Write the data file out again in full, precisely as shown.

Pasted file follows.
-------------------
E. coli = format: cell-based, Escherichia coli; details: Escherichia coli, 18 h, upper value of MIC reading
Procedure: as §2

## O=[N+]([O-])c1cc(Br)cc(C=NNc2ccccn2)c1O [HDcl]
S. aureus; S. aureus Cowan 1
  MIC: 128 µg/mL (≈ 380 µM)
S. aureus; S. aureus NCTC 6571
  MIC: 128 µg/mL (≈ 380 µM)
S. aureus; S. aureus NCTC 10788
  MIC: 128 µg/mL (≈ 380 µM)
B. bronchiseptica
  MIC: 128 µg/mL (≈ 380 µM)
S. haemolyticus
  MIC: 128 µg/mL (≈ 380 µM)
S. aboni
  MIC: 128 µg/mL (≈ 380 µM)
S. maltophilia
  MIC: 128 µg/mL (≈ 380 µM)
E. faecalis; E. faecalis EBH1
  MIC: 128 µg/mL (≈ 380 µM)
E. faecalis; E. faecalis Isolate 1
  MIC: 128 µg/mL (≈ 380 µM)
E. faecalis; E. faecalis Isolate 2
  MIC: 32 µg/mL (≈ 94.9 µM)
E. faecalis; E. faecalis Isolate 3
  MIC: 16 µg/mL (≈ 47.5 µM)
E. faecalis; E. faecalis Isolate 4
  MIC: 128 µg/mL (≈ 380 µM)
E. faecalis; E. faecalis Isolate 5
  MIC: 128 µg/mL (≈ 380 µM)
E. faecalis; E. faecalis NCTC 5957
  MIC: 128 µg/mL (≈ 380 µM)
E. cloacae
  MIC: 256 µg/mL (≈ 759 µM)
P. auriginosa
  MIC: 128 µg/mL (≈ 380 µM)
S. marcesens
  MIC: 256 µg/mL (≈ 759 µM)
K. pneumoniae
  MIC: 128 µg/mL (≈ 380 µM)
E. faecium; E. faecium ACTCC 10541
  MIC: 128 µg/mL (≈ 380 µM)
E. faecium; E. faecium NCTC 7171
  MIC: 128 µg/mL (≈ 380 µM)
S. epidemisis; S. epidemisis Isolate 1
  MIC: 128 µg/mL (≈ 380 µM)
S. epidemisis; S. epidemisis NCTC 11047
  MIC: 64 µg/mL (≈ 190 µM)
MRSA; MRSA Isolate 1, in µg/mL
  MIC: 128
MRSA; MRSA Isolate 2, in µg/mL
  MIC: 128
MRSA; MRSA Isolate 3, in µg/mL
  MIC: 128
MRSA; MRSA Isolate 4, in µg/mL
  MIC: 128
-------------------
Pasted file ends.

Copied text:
E. coli = format: cell-based, Escherichia coli; details: Escherichia coli, 18 h, upper value of MIC reading
Procedure: as §2

## O=[N+]([O-])c1cc(Br)cc(C=NNc2ccccn2)c1O [HDcl]
S. aureus; S. aureus Cowan 1
  MIC: 128 µg/mL (≈ 380 µM)
S. aureus; S. aureus NCTC 6571
  MIC: 128 µg/mL (≈ 380 µM)
S. aureus; S. aureus NCTC 10788
  MIC: 128 µg/mL (≈ 380 µM)
B. bronchiseptica
  MIC: 128 µg/mL (≈ 380 µM)
S. haemolyticus
  MIC: 128 µg/mL (≈ 380 µM)
S. aboni
  MIC: 128 µg/mL (≈ 380 µM)
S. maltophilia
  MIC: 128 µg/mL (≈ 380 µM)
E. faecalis; E. faecalis EBH1
  MIC: 128 µg/mL (≈ 380 µM)
E. faecalis; E. faecalis Isolate 1
  MIC: 128 µg/mL (≈ 380 µM)
E. faecalis; E. faecalis Isolate 2
  MIC: 32 µg/mL (≈ 94.9 µM)
E. faecalis; E. faecalis Isolate 3
  MIC: 16 µg/mL (≈ 47.5 µM)
E. faecalis; E. faecalis Isolate 4
  MIC: 128 µg/mL (≈ 380 µM)
E. faecalis; E. faecalis Isolate 5
  MIC: 128 µg/mL (≈ 380 µM)
E. faecalis; E. faecalis NCTC 5957
  MIC: 128 µg/mL (≈ 380 µM)
E. cloacae
  MIC: 256 µg/mL (≈ 759 µM)
P. auriginosa
  MIC: 128 µg/mL (≈ 380 µM)
S. marcesens
  MIC: 256 µg/mL (≈ 759 µM)
K. pneumoniae
  MIC: 128 µg/mL (≈ 380 µM)
E. faecium; E. faecium ACTCC 10541
  MIC: 128 µg/mL (≈ 380 µM)
E. faecium; E. faecium NCTC 7171
  MIC: 128 µg/mL (≈ 380 µM)
S. epidemisis; S. epidemisis Isolate 1
  MIC: 128 µg/mL (≈ 380 µM)
S. epidemisis; S. epidemisis NCTC 11047
  MIC: 64 µg/mL (≈ 190 µM)
MRSA; MRSA Isolate 1, in µg/mL
  MIC: 128
MRSA; MRSA Isolate 2, in µg/mL
  MIC: 128
MRSA; MRSA Isolate 3, in µg/mL
  MIC: 128
MRSA; MRSA Isolate 4, in µg/mL
  MIC: 128